Navigating copyrighted images and sharing ideas can be tricky in our world today.
When I was an equine photographer I made a connection with a student from a horse clinic I was shooting. I as not paid for the clinic, but I could offer images afterward. This was the tail end of the traditional photographer and I did not get the memo.
This person I connected with told me she had a stallion named after a famous sorcerer. She had my attention! She invited me to photograph him the next time she turned him out to pasture. I agreed and we made a plan.
True to form he was animated and stunningly beautiful. It was a fun photo shoot. She let me know in the future if we wanted to photograph again and we parted ways.
COW PALACE SHOW
I let her know I had one of her horse’s images from the clinic was entered in a show at the Cow Palace. I was one of 100 artists invited. I flew out there for the opening. That image did not sell.
A year or so later I created a horse calendar with this image Black Stallion (see above) in it. It was for sale for a few months then I received a call from an attorney. He stated that his client was going to sue me for proceeds made on her horse’s image. He also claimed it was her property. I let him spew his threats. Then, I clearly stated that if there were any proceeds she would not be entitled to one cent. The property, the photograph, was mine and solely mine. I could prove it and all I shared were from the clinic. There was no agreement to share proceeds. If there was a contract I would like to see it. It was her word against mine and I owned the metadata and the photograph ACTUAL. I also let him know I did not sell one calendar so I invited him to sue for proceeds.
After more phone calls I told him if he persisted I would sue him for harassment, and the calendar had been discontinued. So there you go, do what you will.
(The images used here were from the clinic, by the way, which I was free to use at will. I didn’t get anything of true value from the turn-out.)
I found out (as I always do) that her thriving business had failed and she was desperate. Had she approached me in a reasonable manner we could have found a way forward that might have suited us both, to both of our prosperity. The relationship was over and my desire to sell my horse images dried up.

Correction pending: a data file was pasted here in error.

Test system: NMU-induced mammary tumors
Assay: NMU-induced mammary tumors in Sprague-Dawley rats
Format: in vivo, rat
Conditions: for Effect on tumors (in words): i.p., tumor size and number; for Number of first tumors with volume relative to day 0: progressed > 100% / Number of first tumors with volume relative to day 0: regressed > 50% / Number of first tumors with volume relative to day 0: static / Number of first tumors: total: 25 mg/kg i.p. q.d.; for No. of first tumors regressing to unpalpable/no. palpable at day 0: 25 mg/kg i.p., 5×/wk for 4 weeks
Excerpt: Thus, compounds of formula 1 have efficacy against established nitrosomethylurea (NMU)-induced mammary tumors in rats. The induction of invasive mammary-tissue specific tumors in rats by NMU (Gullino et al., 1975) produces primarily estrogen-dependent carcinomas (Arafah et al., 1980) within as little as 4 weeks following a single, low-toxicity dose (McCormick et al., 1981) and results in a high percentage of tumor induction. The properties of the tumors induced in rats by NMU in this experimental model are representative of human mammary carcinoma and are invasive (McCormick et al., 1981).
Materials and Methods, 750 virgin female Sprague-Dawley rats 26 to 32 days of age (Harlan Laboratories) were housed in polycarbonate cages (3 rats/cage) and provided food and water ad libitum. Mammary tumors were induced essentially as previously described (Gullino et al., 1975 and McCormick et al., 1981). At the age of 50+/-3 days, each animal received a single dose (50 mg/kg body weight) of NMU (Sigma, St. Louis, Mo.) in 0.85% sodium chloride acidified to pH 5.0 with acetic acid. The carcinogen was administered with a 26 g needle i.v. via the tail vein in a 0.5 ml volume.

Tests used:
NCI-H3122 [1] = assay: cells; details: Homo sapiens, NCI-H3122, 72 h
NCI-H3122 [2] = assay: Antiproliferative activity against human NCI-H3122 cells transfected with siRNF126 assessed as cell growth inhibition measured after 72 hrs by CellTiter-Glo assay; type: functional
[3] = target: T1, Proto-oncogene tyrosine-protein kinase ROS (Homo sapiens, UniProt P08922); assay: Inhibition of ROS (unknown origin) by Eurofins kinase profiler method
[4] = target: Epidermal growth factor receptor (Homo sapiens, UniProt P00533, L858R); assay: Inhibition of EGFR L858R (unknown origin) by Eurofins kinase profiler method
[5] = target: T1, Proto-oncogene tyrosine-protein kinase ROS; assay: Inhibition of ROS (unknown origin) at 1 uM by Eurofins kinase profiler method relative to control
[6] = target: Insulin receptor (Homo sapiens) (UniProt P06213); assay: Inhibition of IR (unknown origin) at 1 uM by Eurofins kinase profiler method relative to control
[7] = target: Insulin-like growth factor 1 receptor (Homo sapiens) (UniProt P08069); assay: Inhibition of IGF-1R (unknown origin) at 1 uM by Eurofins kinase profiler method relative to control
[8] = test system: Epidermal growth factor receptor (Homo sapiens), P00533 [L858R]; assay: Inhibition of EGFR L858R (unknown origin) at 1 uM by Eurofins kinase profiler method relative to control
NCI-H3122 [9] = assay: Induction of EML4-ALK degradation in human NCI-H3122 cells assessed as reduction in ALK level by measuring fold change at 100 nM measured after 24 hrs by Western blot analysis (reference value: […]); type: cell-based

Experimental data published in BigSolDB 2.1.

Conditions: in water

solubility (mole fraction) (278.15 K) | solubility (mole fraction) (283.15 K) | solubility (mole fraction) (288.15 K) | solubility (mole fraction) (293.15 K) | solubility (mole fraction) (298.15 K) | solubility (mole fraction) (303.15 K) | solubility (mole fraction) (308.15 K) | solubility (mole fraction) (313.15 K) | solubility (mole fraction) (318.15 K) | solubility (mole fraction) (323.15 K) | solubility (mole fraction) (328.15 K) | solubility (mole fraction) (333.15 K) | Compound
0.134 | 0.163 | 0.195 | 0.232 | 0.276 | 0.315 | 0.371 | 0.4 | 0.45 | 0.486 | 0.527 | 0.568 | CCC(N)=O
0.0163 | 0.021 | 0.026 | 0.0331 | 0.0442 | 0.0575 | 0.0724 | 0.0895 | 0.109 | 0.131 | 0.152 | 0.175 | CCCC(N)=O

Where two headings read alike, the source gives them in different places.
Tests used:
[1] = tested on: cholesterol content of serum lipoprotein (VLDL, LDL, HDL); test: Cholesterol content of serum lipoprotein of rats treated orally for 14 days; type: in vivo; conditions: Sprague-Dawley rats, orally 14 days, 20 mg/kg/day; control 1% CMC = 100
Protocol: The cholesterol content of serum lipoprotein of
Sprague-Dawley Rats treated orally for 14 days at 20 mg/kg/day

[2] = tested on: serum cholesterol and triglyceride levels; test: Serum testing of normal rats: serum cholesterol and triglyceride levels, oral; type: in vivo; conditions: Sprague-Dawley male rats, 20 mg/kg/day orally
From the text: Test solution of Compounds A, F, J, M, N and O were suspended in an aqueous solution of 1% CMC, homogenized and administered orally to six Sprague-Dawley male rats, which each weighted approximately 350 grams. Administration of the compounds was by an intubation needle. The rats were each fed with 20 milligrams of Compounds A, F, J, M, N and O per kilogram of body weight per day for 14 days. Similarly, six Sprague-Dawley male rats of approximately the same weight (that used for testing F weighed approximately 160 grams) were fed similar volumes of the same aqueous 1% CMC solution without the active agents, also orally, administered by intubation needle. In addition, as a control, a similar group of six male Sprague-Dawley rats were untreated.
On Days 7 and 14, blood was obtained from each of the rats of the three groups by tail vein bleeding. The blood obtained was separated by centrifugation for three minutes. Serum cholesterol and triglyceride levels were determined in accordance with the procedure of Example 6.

I have since learned many things about the photography world, but here are the bullet points:
My guidelines when using someone else’s work or sharing an image.
- Am I making money on it?
- Am I using it to get attention to myself or the artist, as in ad-campaigns?
- Am I being malicious?
If I can answer a resounding “no” to all of these questions, I will share.
If I share and get my hand slapped I know I was not being malicious or doing anything that could be seen will ill intent. If I made a mistake, I say.
“I’m sorry, please forgive me.” Because if I made a mistake, it is my responsibility to own it. They are not my parent and cannot punish me. I simply made a mistake. I’ll take my lumps and move on.
Some do, some don’t forgive. Those who don’t, generally, don’t know me.
I have had so many people steal my photography I could write many more words and still would forget all that have taken by ill-intent from me. There is someone now selling a photograph I made with my name on Amazon. Amazon will do nothing. They say they cannot prove anything. I said, “I can prove I’m me and did not give consent to use my name.” Irrelevant to Amazon.
This is why I’m in no hurry to offer my books at Amazon. Doing business with Amazon is akin to getting in bed with the devil. It might feel good for a minute, but what will I be left with?
So, be courageous in your sharing, be brave in your creations and go forth and populate the world with amazing soap creations. Always, ALWAYS, watermark your images! Even just a small indication that it belongs to you. It is your property. You took the time to photograph that image, and all the data of the original creation is on your device. Know how to find it and know it is yours. You get to say if someone shares it, but if they aren’t making money on it, you might not get them to take it down.
Money is the indicator if it goes to litigation, unless it’s a degradation to your reputation. That is an entirely different matter.
Use all I’ve written as a guideline. This helps me sleep at night. Otherwise I’d be a fearful mess. And above all, Soap Witches are not fearful. We are a brave lot.
Come visit my web site at sorcerysoaps.com